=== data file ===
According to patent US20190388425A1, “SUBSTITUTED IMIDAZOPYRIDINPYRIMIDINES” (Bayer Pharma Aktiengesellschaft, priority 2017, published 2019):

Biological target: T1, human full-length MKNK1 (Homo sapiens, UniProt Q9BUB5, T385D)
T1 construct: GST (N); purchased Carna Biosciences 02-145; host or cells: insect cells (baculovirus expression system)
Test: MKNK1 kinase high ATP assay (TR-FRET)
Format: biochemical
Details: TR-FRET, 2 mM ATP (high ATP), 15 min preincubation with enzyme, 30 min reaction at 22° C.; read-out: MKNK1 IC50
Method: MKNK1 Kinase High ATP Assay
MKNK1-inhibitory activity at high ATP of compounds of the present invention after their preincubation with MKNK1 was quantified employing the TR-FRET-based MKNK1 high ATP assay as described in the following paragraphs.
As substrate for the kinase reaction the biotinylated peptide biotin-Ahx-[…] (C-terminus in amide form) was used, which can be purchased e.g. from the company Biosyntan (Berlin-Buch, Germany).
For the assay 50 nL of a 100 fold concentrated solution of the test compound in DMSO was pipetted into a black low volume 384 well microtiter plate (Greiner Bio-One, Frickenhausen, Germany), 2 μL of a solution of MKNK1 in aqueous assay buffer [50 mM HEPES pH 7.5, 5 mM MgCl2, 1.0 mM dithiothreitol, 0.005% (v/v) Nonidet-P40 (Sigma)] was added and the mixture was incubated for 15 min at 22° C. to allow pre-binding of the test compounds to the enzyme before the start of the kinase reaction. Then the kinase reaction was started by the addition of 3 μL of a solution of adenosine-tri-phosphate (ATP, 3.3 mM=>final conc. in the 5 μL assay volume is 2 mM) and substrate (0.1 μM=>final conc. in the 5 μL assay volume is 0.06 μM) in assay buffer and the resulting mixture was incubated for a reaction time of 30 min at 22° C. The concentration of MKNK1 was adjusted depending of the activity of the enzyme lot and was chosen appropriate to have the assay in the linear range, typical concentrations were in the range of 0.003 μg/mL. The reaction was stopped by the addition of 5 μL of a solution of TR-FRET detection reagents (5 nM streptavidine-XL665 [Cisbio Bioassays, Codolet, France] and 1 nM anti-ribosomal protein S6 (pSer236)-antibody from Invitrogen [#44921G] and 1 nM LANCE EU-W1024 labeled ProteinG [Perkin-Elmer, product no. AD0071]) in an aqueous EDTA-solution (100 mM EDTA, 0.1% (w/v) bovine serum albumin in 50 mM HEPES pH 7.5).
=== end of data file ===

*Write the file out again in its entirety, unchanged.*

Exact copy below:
According to patent US20190388425A1, “SUBSTITUTED IMIDAZOPYRIDINPYRIMIDINES” (Bayer Pharma Aktiengesellschaft, priority 2017, published 2019):

Biological target: T1, human full-length MKNK1 (Homo sapiens, UniProt Q9BUB5, T385D)
T1 construct: GST (N); purchased Carna Biosciences 02-145; host or cells: insect cells (baculovirus expression system)
Test: MKNK1 kinase high ATP assay (TR-FRET)
Format: biochemical
Details: TR-FRET, 2 mM ATP (high ATP), 15 min preincubation with enzyme, 30 min reaction at 22° C.; read-out: MKNK1 IC50
Method: MKNK1 Kinase High ATP Assay
MKNK1-inhibitory activity at high ATP of compounds of the present invention after their preincubation with MKNK1 was quantified employing the TR-FRET-based MKNK1 high ATP assay as described in the following paragraphs.
As substrate for the kinase reaction the biotinylated peptide biotin-Ahx-[…] (C-terminus in amide form) was used, which can be purchased e.g. from the company Biosyntan (Berlin-Buch, Germany).
For the assay 50 nL of a 100 fold concentrated solution of the test compound in DMSO was pipetted into a black low volume 384 well microtiter plate (Greiner Bio-One, Frickenhausen, Germany), 2 μL of a solution of MKNK1 in aqueous assay buffer [50 mM HEPES pH 7.5, 5 mM MgCl2, 1.0 mM dithiothreitol, 0.005% (v/v) Nonidet-P40 (Sigma)] was added and the mixture was incubated for 15 min at 22° C. to allow pre-binding of the test compounds to the enzyme before the start of the kinase reaction. Then the kinase reaction was started by the addition of 3 μL of a solution of adenosine-tri-phosphate (ATP, 3.3 mM=>final conc. in the 5 μL assay volume is 2 mM) and substrate (0.1 μM=>final conc. in the 5 μL assay volume is 0.06 μM) in assay buffer and the resulting mixture was incubated for a reaction time of 30 min at 22° C. The concentration of MKNK1 was adjusted depending of the activity of the enzyme lot and was chosen appropriate to have the assay in the linear range, typical concentrations were in the range of 0.003 μg/mL. The reaction was stopped by the addition of 5 μL of a solution of TR-FRET detection reagents (5 nM streptavidine-XL665 [Cisbio Bioassays, Codolet, France] and 1 nM anti-ribosomal protein S6 (pSer236)-antibody from Invitrogen [#44921G] and 1 nM LANCE EU-W1024 labeled ProteinG [Perkin-Elmer, product no. AD0071]) in an aqueous EDTA-solution (100 mM EDTA, 0.1% (w/v) bovine serum albumin in 50 mM HEPES pH 7.5).